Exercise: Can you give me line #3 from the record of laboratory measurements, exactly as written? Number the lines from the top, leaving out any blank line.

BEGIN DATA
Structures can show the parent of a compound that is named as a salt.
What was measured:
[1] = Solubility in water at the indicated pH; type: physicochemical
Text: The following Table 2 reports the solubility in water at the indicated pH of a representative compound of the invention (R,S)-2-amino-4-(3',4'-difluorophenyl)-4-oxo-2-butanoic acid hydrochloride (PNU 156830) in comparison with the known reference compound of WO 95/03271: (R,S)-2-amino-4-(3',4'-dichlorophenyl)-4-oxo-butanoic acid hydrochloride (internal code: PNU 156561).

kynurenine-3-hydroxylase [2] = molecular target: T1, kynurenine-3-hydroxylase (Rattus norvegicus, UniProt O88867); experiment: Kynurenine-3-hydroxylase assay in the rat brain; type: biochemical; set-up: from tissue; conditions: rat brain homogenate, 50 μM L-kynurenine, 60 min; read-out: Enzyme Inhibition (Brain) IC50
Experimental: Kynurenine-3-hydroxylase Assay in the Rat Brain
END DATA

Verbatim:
[1] = Solubility in water at the indicated pH; type: physicochemical